While it's true that Americans as a whole have put on significant amounts of weight in the past 50 years and many are feeling the negative health effects, there's a big difference between supporting and encouraging healthy weight loss and participating in malicious fat shaming. Although disdain for the overweight in modern society can be traced back as far as the mid-1800s, the anonymity of the internet and the image-obsessed culture of social media have made it easier for people to judge and ridicule each other based on their size and appearance alone.

To look at the state of body shaming on social media, we analyzed over 17,000 fat shaming–related tweets to find out where the stigma is most prevalent and what kinds of language shamers use most often.

Which States Are the Most Notorious for Body Shaming?

When looking at the number of fat shaming–related tweets per 1 million people in each state, a handful of states emerge as the biggest bullies. Wyoming doled out approximately 1.7 tweets, and Vermont nearly 1.6. Interestingly, Vermont has one of the lowest rates of adult obesity in America, and Wyoming has one of the lowest rates of childhood obesity, which may make residents of these states feel more justified in dishing out the body shame. On the other end of the spectrum, the states with the lowest incidence of fat-shaming tweets were California and Texas.

What Are Haters Saying?

The fat-shaming terms and phrases used in tweets ranged from the generic, like "lose weight" (the most common), to the downright cruel, with terms like "fat b--ch" and "lard a--" coming up disturbingly often. But whatever the shamers' choice of words or reasons, studies show they don't actually influence weight loss. People who are mocked or shamed for their weight are not any more likely to lose weight than before – and they may be even more prone to gain it, due to comfort eating and an increased reluctance to exercise.

Which Are the Top 3 States for Fat Hate Insults?

Breaking the fat-shaming terms and phrases down by the states where they're most popular, Wyoming, Alaska, Rhode Island, and Hawaii all claimed two No. 1 spots. Alaska tweeted the phrase "fat b--ch" more often than any other state, perhaps underscoring its troubling pattern of sexual assault against women. Overall, "fat b--ch" was more commonly used than "fat boy," which was most popular in Delaware. While men are encouraged to rock "dad bods" and aren't, on average, discriminated against until gaining nearly 70 pounds, women experience serious weight bias for gaining as little as 13.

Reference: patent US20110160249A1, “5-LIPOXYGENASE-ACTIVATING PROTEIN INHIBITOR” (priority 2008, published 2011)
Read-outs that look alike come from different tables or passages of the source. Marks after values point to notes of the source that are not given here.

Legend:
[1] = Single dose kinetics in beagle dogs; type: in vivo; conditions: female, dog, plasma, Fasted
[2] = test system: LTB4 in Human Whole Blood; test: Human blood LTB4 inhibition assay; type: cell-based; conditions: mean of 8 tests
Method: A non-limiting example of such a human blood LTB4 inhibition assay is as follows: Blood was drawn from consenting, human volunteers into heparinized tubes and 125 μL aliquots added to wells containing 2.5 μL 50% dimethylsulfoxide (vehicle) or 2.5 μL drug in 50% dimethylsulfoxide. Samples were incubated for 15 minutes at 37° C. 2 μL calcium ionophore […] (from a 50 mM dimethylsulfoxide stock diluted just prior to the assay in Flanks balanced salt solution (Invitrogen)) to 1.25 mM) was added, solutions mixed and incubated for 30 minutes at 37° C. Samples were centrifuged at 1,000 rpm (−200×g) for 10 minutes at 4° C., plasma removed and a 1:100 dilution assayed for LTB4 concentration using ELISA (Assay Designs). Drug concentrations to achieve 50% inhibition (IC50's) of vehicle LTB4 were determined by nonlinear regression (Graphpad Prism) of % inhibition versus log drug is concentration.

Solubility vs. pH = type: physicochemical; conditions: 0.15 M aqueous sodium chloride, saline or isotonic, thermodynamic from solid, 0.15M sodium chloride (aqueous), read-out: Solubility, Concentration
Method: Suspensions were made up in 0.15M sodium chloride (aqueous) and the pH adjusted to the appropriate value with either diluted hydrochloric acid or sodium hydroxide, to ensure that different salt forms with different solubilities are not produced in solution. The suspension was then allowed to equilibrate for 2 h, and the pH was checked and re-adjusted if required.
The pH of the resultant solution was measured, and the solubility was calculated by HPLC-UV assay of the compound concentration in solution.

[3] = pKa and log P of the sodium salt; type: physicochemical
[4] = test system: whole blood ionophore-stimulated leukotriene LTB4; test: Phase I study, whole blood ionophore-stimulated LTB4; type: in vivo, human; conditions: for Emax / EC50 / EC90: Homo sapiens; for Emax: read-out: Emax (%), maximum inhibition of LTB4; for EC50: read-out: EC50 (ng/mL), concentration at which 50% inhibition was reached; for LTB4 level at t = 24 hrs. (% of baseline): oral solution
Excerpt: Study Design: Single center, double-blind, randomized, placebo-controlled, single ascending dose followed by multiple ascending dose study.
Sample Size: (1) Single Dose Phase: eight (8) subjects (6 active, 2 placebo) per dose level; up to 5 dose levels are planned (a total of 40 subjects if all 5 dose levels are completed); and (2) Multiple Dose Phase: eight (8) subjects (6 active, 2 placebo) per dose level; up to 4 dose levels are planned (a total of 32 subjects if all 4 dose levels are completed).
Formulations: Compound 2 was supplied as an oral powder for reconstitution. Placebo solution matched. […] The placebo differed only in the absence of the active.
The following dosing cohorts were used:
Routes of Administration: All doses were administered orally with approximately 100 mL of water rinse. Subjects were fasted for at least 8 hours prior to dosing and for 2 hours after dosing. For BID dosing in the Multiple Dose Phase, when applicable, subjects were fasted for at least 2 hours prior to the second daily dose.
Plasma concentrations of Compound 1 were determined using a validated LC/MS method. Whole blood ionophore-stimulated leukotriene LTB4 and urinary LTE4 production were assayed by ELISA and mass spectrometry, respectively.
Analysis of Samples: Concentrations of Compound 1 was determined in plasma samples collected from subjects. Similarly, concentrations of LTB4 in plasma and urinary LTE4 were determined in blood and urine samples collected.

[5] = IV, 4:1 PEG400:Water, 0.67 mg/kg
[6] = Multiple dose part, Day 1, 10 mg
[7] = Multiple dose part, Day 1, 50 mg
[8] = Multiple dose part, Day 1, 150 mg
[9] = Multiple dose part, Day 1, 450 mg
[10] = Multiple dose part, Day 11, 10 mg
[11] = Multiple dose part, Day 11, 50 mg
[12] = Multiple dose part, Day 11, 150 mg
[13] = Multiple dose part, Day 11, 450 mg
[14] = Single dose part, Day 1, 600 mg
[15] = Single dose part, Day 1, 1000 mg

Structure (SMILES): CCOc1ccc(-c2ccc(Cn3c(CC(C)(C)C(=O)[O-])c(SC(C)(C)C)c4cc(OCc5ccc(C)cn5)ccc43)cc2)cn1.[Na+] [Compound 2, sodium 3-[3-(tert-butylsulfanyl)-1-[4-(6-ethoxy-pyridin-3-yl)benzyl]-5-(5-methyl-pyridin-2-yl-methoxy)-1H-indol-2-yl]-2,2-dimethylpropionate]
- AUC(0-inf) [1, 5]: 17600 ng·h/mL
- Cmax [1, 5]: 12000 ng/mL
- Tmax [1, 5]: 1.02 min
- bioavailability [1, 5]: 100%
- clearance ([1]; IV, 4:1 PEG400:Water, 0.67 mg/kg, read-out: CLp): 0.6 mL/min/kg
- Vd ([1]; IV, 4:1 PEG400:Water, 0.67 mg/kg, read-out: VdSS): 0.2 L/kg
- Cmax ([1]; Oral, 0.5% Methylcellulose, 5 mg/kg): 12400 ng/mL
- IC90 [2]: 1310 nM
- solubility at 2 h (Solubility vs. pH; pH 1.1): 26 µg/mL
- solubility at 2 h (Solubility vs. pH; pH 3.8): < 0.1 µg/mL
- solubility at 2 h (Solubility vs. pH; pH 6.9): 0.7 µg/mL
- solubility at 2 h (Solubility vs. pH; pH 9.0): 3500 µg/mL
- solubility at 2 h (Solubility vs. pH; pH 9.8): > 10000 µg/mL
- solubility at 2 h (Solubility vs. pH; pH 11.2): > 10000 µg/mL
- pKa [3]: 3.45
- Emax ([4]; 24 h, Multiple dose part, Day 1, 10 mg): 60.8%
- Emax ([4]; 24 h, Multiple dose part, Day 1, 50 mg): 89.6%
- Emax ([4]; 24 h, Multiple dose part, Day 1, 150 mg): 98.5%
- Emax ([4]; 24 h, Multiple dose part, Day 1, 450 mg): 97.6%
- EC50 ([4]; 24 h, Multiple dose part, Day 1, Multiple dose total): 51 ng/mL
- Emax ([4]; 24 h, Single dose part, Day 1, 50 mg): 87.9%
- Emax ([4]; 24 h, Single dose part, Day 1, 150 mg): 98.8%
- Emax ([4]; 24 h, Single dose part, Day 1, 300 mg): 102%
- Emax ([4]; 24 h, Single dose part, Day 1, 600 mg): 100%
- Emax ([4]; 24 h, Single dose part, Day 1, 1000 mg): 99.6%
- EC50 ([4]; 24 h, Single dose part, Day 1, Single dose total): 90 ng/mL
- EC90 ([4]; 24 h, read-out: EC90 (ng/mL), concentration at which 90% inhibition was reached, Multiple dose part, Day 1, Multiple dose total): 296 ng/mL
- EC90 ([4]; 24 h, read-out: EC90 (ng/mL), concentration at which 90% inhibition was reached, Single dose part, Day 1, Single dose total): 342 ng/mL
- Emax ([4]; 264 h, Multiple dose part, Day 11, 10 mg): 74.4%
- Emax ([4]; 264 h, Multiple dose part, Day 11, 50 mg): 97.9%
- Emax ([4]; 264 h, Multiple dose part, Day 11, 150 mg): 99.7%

What's the Global Perspective on Body Shaming?

Worldwide, approximately 13% of people are obese (compared with over 34% in the United States), but that doesn't mean other countries are free from fat shaming. On the contrary, tweets containing phrases like "stop eating" and "lose weight" popped up all around the globe.

It's worth noting that in some places like Jamaica and Nigeria, big is beautiful, and people, especially women, actively try to gain weight. However, this can lead to unhealthy practices and even body shaming in the opposite direction, where women are shamed for being too thin and are sometimes forced to undergo drastic measures to plump up.

Where in the World Is Fat Shaming?

Looking at where fat-shaming phrases were found around the world, perhaps one of the biggest surprises is their prevalence in Asia. The Philippines, for example, showed a number of tweets with the phrase "binge eating," and the words "stop eating" were common there and in Malaysia. Experts have pointed out that Asian countries have seen a sharp rise in eating disorders in the last 20 years, and fat shaming in that region is often par for the course.

But the worldwide data are perhaps most telling in the frequent and widespread use of the phrase "fat and ugly" – the two terms have become nearly interchangeable in modern society, creating a regrettable breeding ground for fat shaming that threatens to undermine the health, both physical and psychological, of a generation.

While healthy eating and exercise habits (like regularly using the best ellipticals) are a noble pursuit, shaming people into changing their activities is as ineffective as it is insensitive. There's no one-size-fits-all solution to the weight question, but it certainly starts with an increased measure of respect and acceptance for every body, in every size.


We compiled a list of fat hate and body shaming related–phrases and pulled mentions of these words from Twitter. We then analyzed the data and visualized the results. Per capita calculations were based on state and U.S. populations. For location information, we paired some tweets with small bounding boxes as geotagged data. These bounding boxes are provided to anonymize data and are actually quite small (about the size of a few city blocks); we averaged the coordinates of these bounding boxes to obtain the center point, which we used for our geographical data.

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